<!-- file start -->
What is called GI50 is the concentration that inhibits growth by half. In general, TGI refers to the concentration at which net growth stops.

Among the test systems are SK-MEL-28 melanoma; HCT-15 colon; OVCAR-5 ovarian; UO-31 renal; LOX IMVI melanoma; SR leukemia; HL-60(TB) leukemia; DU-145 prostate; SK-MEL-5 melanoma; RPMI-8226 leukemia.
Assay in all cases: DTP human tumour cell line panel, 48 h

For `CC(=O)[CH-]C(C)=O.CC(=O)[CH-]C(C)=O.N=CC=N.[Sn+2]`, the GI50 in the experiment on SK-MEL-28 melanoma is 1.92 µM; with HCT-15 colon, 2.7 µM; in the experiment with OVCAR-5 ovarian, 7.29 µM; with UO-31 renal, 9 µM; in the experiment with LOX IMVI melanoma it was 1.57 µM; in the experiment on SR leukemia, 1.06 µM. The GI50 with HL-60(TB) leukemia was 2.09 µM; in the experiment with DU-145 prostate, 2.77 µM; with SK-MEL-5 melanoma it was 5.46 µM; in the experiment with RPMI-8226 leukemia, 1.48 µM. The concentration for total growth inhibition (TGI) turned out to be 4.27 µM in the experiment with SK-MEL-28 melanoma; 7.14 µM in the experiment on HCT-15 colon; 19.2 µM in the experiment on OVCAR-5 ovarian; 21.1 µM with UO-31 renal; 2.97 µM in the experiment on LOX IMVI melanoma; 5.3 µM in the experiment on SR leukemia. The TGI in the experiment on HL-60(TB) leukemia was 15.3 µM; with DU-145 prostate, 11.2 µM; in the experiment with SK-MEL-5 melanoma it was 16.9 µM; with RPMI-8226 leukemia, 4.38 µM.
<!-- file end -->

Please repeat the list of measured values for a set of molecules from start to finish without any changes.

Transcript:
What is called GI50 is the concentration that inhibits growth by half. In general, TGI refers to the concentration at which net growth stops.

Among the test systems are SK-MEL-28 melanoma; HCT-15 colon; OVCAR-5 ovarian; UO-31 renal; LOX IMVI melanoma; SR leukemia; HL-60(TB) leukemia; DU-145 prostate; SK-MEL-5 melanoma; RPMI-8226 leukemia.
Assay in all cases: DTP human tumour cell line panel, 48 h

For `CC(=O)[CH-]C(C)=O.CC(=O)[CH-]C(C)=O.N=CC=N.[Sn+2]`, the GI50 in the experiment on SK-MEL-28 melanoma is 1.92 µM; with HCT-15 colon, 2.7 µM; in the experiment with OVCAR-5 ovarian, 7.29 µM; with UO-31 renal, 9 µM; in the experiment with LOX IMVI melanoma it was 1.57 µM; in the experiment on SR leukemia, 1.06 µM. The GI50 with HL-60(TB) leukemia was 2.09 µM; in the experiment with DU-145 prostate, 2.77 µM; with SK-MEL-5 melanoma it was 5.46 µM; in the experiment with RPMI-8226 leukemia, 1.48 µM. The concentration for total growth inhibition (TGI) turned out to be 4.27 µM in the experiment with SK-MEL-28 melanoma; 7.14 µM in the experiment on HCT-15 colon; 19.2 µM in the experiment on OVCAR-5 ovarian; 21.1 µM with UO-31 renal; 2.97 µM in the experiment on LOX IMVI melanoma; 5.3 µM in the experiment on SR leukemia. The TGI in the experiment on HL-60(TB) leukemia was 15.3 µM; with DU-145 prostate, 11.2 µM; in the experiment with SK-MEL-5 melanoma it was 16.9 µM; with RPMI-8226 leukemia, 4.38 µM.